In 1973, while still in his prime, Lee recorded an album called Black Beauty that was never released. Now, the music has been freed from the vaults, and it reveals an Arthur Lee who could not only rock hard, but also had other offbeat musical personalities. Consider “Beep, Beep” — psychedelic rock it is not. The rhythm veers between reggae and calypso, while a neighborhood guy contributes a lilting steel-drum line. Lee is on the harpsichord and at the mic, singing in a faux island accent and offering the kind of homespun advice you’d expect to hear from a back-porch philosopher: “Slow down, man, ’cause you’re going too fast.” Later in this cheery and charming song, Lee declares, “I’m going to be what I want,” and it’s clear that what he wanted to be was a musician who could break down barriers — and who was perfectly at ease stretching the boundaries of his music to encompass the sounds of the world at large.

Click here to hear ‘Beep Beep’ NPR Music

Los Angeles Times

Lost Arthur Lee And Love Album Black Beauty To Be Released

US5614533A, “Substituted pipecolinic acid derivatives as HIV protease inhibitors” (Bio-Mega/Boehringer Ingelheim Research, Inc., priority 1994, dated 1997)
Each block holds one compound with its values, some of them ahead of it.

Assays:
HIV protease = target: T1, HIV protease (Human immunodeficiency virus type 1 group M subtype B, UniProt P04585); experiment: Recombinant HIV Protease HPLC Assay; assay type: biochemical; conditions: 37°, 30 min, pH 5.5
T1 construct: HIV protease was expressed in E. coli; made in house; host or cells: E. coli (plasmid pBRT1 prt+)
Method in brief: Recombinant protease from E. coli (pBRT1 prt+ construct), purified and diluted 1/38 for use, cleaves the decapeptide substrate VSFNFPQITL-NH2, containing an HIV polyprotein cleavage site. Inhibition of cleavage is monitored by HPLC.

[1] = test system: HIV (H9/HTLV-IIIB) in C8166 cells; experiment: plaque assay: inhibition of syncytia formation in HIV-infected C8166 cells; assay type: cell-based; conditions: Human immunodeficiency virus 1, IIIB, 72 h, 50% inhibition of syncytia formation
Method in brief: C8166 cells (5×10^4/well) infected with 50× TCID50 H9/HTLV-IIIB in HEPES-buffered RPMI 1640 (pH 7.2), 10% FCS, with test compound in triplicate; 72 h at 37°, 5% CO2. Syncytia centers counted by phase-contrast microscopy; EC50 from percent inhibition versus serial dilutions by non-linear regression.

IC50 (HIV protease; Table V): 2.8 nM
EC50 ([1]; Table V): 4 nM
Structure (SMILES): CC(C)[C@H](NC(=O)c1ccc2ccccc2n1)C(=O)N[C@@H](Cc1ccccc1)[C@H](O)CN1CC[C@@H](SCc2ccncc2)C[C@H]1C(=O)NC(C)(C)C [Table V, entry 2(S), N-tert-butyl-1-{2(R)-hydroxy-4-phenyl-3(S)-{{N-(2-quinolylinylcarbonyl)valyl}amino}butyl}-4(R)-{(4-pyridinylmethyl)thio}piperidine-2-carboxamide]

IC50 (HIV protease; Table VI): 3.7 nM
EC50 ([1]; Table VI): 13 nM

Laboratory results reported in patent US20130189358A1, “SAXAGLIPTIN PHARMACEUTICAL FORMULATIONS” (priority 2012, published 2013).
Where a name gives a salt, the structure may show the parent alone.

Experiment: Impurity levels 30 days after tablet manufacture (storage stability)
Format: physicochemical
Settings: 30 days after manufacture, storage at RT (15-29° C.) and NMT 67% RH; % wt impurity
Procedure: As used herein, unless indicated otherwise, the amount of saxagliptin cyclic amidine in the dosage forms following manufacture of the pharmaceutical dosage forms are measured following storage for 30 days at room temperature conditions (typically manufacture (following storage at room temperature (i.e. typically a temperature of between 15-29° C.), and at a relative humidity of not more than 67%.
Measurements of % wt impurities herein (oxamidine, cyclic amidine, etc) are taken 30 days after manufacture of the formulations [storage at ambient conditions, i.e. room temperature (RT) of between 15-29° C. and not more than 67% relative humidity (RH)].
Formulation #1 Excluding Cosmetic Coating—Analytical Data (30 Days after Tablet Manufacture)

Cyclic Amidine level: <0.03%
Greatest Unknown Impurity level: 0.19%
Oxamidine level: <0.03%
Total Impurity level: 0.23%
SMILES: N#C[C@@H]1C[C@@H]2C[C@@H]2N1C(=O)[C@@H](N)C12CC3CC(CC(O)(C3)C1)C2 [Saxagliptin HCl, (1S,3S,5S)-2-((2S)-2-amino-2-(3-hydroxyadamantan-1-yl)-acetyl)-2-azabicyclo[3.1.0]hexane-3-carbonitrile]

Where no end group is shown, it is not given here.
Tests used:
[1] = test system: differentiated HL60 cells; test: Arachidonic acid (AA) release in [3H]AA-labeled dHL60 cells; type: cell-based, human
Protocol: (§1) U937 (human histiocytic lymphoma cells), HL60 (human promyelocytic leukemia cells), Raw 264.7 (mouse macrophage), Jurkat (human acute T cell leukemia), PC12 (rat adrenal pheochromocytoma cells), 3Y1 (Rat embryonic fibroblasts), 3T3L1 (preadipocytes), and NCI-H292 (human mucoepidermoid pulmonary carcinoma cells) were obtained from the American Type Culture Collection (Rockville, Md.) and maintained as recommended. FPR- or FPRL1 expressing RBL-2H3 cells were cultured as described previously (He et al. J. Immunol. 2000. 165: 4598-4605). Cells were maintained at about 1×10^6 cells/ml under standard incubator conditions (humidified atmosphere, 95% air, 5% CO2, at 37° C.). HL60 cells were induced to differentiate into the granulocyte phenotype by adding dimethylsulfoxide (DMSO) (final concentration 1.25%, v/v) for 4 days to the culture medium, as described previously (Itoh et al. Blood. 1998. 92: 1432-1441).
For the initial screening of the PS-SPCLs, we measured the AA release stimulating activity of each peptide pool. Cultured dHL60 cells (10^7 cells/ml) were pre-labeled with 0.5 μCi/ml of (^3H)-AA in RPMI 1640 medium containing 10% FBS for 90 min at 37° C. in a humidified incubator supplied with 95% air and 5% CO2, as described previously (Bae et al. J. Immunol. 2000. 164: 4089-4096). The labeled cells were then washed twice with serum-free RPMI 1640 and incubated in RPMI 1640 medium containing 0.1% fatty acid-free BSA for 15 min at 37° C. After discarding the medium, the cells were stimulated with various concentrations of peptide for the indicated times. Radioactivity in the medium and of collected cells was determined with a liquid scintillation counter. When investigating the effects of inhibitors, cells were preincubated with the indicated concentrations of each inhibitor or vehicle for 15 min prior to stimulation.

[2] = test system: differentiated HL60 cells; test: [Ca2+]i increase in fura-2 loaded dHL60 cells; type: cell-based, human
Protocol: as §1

ALflowerAuthor:Randy Lewis.
Photo Credit: Brian Vander Brug / Los Angeles Times.

A previously unreleased 1973 album by influential Los Angeles psychedelic soul band Arthur Lee and Love will surface belatedly on June 7 as the initial release from a new boutique reissue label, High Moon Records.

Lee had planned to put Black Beauty out on his Buffalo Records label, but the company folded before it came out and the tracks were shelved. High Moon will release the 10 tracks originally planned to be on the album along with bonus tracks, new liner notes and previously unpublished photos from the period.

Rolling Stone writer David Fricke wrote in a guide to the band’s bootleg recordings, “Black Beauty might have been received as a strong comeback for Lee, a turn to steamy R&B with heavy-guitar punch – if it had come out.”

Black Beauty was planned as a follow-up to Lee’s 1972 solo album Vindicator and featured the first all-black lineup for the previously integrated group, which first hit the charts in 1966 with the singles “7 And 7 Is” and “My Little Red Book” and created the psychedelic era classic Forever Changes album in 1968.

New York-based High Moon Records plans to specialize in rare or previously unreleased material, and in a statement with the announcement of the first release, label president George Baer Wallace said of Black Beauty: “It is that rarest of rock artifacts: a never-before-released, full-length studio album, from an undisputed musical genius.”